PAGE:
Internet to be completed by 2010

internetOfficials have announced that the internet will be completed in 2010, ten years ahead of schedule.

The massive effort has been underway since the 1960s, when the internet was first launched as ARPANET. It its first year, it contained 32 emails, a picture of an American flag, and a web page about ponies.

The international consortium of developers announced yesterday that the remaining work was mainly “filling in the gaps”. They have already finished the most difficult stages, combining billions of so-called “junk” web pages of interconnected ads, affiliate marketing schemes, and red hot pornography.

“The porn posed special challenges,” said project leader Dr. Justin Squash. Faced with demands for higher wages by their exotic performers, his team worked around the problem and cut years from the project by replacing the flesh and blood actors with virtual models. Developers generated the images and video by cutting up pre-existing face and body images. The bodies and groups of bodies were then recombined in random combinations.

“We think everyone will be very satisfied with the results. Although perhaps not as satisfied as the couples in the videos,” laughed Squash.

Not all parts of the internet could be created automatically, however, and from the outset, the project has depended on an army of internet volunteers, who manually filled in the forums, blogs and webpages assigned to them.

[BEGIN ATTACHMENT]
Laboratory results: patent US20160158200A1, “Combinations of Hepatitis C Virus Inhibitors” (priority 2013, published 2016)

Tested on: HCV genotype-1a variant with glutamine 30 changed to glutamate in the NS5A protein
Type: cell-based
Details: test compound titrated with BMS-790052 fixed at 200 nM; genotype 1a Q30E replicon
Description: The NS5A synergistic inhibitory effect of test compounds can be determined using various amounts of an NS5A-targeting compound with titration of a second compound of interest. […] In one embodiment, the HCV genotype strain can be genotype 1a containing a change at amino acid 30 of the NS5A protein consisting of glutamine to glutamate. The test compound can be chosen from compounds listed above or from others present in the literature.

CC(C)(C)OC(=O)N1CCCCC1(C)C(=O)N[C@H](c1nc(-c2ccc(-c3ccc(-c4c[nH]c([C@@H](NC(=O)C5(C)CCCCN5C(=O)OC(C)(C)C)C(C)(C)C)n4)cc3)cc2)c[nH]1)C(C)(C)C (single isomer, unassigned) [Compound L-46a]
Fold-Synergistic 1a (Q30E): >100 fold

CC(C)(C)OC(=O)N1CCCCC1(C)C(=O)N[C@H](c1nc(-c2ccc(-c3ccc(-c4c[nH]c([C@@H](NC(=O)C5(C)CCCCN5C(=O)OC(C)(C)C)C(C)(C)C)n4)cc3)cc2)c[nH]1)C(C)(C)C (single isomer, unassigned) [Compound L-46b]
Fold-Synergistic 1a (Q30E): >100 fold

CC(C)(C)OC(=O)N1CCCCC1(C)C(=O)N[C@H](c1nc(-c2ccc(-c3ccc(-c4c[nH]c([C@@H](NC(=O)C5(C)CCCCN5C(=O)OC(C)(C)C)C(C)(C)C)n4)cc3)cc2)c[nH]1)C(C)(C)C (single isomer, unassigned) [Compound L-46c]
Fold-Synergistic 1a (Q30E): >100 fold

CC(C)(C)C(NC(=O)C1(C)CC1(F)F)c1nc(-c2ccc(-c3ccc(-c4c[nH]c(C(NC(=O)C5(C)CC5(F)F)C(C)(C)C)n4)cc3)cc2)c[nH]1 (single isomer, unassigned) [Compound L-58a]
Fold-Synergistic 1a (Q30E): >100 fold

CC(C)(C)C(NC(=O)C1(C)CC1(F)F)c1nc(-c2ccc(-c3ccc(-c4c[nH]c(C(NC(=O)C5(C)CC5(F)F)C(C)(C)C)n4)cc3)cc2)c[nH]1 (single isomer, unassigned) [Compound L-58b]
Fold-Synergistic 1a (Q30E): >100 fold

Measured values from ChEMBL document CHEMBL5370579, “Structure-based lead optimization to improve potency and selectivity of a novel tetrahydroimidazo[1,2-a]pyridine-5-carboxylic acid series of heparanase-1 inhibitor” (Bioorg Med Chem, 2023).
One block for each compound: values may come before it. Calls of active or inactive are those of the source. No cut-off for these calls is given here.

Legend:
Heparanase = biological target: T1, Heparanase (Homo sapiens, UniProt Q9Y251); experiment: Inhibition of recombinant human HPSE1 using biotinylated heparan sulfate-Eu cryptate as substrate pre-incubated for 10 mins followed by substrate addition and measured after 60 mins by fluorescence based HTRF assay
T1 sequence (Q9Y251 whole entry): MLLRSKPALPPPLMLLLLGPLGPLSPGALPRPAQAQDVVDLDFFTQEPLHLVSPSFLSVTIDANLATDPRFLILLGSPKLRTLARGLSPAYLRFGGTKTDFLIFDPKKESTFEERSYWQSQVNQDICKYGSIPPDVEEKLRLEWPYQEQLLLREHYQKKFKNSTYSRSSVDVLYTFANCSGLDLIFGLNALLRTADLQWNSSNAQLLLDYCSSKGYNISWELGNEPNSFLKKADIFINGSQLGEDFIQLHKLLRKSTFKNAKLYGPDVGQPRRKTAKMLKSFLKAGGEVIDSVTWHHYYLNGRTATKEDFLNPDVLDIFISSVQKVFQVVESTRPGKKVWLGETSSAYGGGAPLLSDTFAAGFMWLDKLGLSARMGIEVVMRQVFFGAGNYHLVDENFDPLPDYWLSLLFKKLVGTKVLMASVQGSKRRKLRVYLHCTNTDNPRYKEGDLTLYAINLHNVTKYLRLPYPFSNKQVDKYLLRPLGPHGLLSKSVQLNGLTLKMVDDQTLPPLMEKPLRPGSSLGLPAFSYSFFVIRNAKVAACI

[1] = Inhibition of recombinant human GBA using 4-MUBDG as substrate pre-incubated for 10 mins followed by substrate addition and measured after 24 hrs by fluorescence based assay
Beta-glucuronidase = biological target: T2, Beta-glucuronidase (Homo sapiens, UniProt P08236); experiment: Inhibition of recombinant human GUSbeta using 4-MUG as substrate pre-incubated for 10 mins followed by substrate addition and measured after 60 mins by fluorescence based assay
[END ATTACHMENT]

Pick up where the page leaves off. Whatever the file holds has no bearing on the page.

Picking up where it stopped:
Volunteer blogger Ryan Windex is relieved that the project is finally wrapping up. “I’ve enjoyed it, for sure,” he said, “but I’ve been sitting in my basement with my nose to a monitor for two years. It’s been a full time job, creating strategy guides for online games, and posting strident comments and bitter rants about subjects that, frankly, don’t mean very much to me.”

Asked what he would do when the internet was finished, Windex laughed: “Probably take a shower.”

The final words and graphics on the internet are scheduled to be put in place in the summer of 2010. Once complete, the internet will be disconnected and put on display at the Smithsonian Institution in Washington, DC. At over a trillion pages, it is the largest work of human labour ever completed, and will be visible from space.

The consortium behind the Internet will meet in December of this year to discuss a follow-up project, known as StickyMountain. This time it will have nothing to do with computers.

“StickyMountain is a huge pile of used bubblegum and chewing gum, mixed with other found objects,” said Squash. “It represents the first step in a paradigm shift towards a post-information spittle-centered society.”

Bookmark and Share